Newsday: Summer Workshop has Teachers Thinking Green
By James Bernstein
Teachers spend about 10 months a year in a classroom, so it would seem the last place they would want to spend time during summer vacation is in another classroom.
Yet 45 teachers from various school districts on Long Island gave up a week's vacation this month in hopes that their students will one day pursue careers in green industries, and help Long Island build a green industry.
For the second year, National Grid and Molloy College of Rockville Centre offered a program aimed at teaching teachers how to teach green subjects.
The National Grid Foundation, the energy company's philanthropic arm, donated $35,000 for the program, and Molloy's Sustainability Institute at the college's campus in East Farmingdale helped create the curriculum. The program attracted 15 more teachers this year than last.
Bob Keller, the foundation's president, estimates that about 20,000 school kids could be instructed in green programs over the next five years as a result of the one-week course, which concluded last week.
"We want to inspire kids to pursue a green career," he said. "The only way they're going to get a chance to do that, given all the budgetary issues school districts have these days, is bringing in a program like this."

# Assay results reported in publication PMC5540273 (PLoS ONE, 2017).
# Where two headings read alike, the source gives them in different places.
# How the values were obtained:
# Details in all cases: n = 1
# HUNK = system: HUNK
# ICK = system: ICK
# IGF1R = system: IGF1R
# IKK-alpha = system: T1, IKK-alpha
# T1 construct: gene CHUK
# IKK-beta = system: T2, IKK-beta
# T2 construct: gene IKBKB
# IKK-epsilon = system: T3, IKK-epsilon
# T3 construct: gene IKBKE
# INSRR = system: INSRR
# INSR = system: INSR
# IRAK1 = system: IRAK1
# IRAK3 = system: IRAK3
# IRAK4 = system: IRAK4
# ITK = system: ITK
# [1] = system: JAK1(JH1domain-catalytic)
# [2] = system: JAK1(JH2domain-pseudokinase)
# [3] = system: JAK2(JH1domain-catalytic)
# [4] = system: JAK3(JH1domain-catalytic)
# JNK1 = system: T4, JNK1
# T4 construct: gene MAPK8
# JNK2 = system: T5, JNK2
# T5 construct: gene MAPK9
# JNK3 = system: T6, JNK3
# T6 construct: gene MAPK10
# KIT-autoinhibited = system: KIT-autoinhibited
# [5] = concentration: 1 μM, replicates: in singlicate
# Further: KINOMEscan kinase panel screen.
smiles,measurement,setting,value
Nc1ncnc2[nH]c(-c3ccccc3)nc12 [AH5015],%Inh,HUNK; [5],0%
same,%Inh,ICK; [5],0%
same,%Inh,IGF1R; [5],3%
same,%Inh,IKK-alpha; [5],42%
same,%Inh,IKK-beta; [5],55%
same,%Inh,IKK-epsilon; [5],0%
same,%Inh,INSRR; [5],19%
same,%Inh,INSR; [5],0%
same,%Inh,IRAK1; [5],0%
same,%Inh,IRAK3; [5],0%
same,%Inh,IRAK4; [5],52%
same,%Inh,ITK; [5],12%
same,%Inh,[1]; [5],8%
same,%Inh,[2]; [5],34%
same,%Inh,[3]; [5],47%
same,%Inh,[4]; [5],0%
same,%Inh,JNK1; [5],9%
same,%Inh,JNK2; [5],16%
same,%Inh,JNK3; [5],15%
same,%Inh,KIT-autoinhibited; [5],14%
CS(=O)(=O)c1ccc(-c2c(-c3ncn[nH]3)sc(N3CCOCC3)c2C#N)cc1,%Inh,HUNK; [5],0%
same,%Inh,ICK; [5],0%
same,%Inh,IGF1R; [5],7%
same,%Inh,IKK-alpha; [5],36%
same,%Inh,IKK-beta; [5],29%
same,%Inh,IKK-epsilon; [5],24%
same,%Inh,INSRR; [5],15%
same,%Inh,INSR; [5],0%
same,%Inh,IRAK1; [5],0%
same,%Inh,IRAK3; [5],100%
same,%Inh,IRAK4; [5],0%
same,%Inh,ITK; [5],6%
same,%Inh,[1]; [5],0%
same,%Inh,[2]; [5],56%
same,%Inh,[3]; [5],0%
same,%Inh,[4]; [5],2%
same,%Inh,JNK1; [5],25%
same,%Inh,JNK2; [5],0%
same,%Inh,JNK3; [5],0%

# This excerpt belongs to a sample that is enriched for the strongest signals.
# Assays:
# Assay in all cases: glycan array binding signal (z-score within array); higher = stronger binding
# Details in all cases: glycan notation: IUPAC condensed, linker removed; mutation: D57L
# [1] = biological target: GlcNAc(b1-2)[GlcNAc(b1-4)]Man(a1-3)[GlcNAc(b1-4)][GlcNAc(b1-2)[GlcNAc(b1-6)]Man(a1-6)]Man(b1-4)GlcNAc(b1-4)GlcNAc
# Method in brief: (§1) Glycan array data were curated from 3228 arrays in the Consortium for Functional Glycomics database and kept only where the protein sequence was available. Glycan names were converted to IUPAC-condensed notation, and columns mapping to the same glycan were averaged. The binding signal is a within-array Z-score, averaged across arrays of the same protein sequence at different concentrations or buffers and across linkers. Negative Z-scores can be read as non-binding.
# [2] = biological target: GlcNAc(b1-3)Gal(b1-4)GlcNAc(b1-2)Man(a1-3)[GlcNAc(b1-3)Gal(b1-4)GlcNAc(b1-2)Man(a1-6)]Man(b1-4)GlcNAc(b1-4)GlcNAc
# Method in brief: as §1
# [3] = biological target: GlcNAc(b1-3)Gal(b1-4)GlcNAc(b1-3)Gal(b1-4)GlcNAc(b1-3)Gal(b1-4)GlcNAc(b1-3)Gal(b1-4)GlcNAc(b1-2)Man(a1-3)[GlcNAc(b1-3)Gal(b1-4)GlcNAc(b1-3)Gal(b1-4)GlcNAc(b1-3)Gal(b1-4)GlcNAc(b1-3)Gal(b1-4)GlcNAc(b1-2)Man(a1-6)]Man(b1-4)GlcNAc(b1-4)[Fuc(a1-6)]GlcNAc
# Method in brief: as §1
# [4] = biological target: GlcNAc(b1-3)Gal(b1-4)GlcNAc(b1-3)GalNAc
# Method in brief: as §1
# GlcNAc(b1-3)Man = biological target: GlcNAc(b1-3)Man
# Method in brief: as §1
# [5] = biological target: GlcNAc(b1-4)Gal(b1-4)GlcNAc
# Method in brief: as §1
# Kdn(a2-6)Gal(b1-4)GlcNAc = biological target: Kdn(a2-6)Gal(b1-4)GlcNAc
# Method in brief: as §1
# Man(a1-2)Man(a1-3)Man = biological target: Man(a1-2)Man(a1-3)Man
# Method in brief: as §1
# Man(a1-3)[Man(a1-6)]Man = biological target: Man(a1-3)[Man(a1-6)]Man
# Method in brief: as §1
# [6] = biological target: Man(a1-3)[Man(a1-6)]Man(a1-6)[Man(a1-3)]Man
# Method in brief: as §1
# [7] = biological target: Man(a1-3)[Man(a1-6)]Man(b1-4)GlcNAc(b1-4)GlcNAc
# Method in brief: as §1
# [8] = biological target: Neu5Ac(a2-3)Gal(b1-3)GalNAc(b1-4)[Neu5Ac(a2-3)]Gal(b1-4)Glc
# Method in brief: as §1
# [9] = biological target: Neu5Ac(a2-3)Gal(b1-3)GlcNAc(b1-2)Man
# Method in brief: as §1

Neal Lewis, the Sustainability Institute's executive director, said the course was very "hands on." The teachers, Lewis said, studied ways of making a solar collector and worked on wind projects.
Francis Amendola, a science teacher at Deer Park High School, attended the program this year and last. "It basically teaches how to live a green life," Amendola said.
Yolanda Biggs, who teaches envir onmental courses at Uniondale High School, said she will be incorporating what she learned in the course into her teaching programs this fall.
"I'd gladly give up another week [off] to learn more," she said.